How to wean a puppy
Written by Zoe Russell, BSc (Hons)
Nutrition Officer, Skinner’s
If you’re a first-time breeder, raising a litter can be a very rewarding but also rather daunting experience. Providing your puppies with the right diet can be a critical first step in their journey to adulthood and will help support a healthy growth and development.
Weaning is an important nutritional phase as they begin to become more independent, ready to go to their future homes.
The first steps of weaning a puppy
They will get a lot of important nutrients from their mother’s milk, especially in the early stages of feeding. However, in the event that they need emergency bottle feeding or even in the case of large litters where the bitch struggles to feed them all, Skinner’s Puppy Milk can act as an essential milk replacement.
Our Puppy Milk is a highly palatable, liquid source of key nutrients that can help to support young puppies where needed. It is suitable for newborn puppies all the way through to weaning. Even before your bitch has whelped, it’s important to have a tub on-hand in the event of unexpected circumstances.
A complete milk substitute for puppies.
£25.19 – £70.49
Starting the weaning process
Most breeders start to wean their litter between 3 and 5 weeks of age. At this stage, many bitches will start to naturally wean their young by spending more time away from them. They will still be nursing from mum but it’s good to start getting them used to puppy food, to help gradually reduce their reliance on her and to help slowly dry up her milk production.
When preparing their food, we would suggest boiling the kettle and letting it cool. The water can then be added to the food and forked through to reach a porridge-like consistency.
Our puppy foods are the ideal choice for weaning, as they are nutritionally complete and balanced, providing all the nutrients they need to grow and develop.
Initially, pups may be a little hesitant about the food but will soon get used it, especially as they learn from mum and their siblings. If they take a little time to adjust to their new food, it’s not usually a problem as they should still be getting some nutrients from their mother*.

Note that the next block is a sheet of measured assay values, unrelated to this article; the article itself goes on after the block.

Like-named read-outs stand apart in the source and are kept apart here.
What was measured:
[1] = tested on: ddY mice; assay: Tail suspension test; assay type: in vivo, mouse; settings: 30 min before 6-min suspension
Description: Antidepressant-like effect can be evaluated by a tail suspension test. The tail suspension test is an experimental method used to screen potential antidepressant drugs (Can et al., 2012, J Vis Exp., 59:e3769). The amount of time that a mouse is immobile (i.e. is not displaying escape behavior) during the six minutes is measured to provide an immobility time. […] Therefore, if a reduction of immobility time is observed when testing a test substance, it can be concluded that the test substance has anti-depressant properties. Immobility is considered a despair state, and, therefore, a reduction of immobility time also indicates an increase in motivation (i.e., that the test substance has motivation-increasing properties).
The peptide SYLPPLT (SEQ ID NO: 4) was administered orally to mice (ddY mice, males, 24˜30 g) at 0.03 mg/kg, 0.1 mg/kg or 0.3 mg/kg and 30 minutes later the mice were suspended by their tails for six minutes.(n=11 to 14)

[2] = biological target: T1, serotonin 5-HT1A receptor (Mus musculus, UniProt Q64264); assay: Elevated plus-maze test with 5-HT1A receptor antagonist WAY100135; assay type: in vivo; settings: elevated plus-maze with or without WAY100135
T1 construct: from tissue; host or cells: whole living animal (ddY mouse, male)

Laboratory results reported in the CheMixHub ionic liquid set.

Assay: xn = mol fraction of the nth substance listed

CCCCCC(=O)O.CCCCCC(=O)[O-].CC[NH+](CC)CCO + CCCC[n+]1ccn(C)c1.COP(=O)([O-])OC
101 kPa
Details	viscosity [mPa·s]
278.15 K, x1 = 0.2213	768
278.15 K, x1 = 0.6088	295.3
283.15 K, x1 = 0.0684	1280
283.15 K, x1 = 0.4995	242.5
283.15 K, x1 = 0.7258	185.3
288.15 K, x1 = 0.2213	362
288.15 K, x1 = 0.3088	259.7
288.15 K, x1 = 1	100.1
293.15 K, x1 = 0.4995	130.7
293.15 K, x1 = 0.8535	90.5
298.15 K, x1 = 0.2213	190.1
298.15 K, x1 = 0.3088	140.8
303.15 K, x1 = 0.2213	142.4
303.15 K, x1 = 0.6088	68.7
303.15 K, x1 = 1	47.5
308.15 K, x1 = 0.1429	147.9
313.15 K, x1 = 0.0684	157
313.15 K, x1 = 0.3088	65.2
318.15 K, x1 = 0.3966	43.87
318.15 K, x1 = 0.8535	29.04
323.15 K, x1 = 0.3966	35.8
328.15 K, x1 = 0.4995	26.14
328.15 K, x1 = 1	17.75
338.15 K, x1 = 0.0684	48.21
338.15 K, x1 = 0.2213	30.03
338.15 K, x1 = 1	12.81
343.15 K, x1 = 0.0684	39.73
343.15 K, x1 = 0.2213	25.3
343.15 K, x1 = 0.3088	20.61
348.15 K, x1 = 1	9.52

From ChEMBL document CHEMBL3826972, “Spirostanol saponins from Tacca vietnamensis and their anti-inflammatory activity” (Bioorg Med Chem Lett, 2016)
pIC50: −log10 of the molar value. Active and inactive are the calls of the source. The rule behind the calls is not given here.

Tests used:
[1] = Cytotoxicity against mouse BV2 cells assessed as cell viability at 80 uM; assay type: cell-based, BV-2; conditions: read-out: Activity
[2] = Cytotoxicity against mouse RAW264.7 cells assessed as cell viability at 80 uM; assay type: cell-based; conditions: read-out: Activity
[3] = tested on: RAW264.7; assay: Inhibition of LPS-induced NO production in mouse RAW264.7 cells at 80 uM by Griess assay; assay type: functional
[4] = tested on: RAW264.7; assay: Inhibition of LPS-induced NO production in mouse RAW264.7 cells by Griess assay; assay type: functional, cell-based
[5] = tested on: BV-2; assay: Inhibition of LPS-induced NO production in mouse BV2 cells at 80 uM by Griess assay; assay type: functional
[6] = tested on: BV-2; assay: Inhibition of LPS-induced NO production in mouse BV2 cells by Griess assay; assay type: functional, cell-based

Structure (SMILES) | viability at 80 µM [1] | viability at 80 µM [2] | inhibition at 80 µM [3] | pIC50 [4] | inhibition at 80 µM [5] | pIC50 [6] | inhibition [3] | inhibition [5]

As the bitch begins to spend more time away from the litter, you can begin to increase their daily intake of food by adding an extra meal every 2-3 days until they are on the full ration of complete puppy food.
After six weeks of age you may also start to reduce the amount of water added to the food, until they are on entirely dry kibble by 8 weeks of age.
Supporting growth and development.
£11.45 – £50.29
Puppy & Junior Duck & Rice
Ideal for sensitive puppies.
£13.70 – £59.99
Puppy & Junior Rich In Lamb & Rice
Suitable for all breeds of puppy particularly large breeds.
£11.45 – £50.29
Puppy & Junior Chicken & Garden Veg
Complete wet food for puppies and Juniors.
£1.43 – £25.75
Leaving for their new homes
They usually leave for their new homes at around 8 weeks of age.
If your breeder uses our breeder scheme, then your puppy should come home with a 2.5kg bag of the puppy food they have been weaned onto (along with some other goodies). This bag should last around 1 week, depending on their size.
It’s important not to change your puppy’s food for at least 2 weeks after bringing them home. This is naturally quite a stressful time for them as they have recently been separated from the litter, so it’s important to minimise dietary changes where possible.
The next steps
As your dog grows and develops, they can usually stay on a puppy or junior diet until around 12-18 months of age.
*of course, if you are ever concerned about your puppies then we would suggest seeking veterinary assistance in the first instance.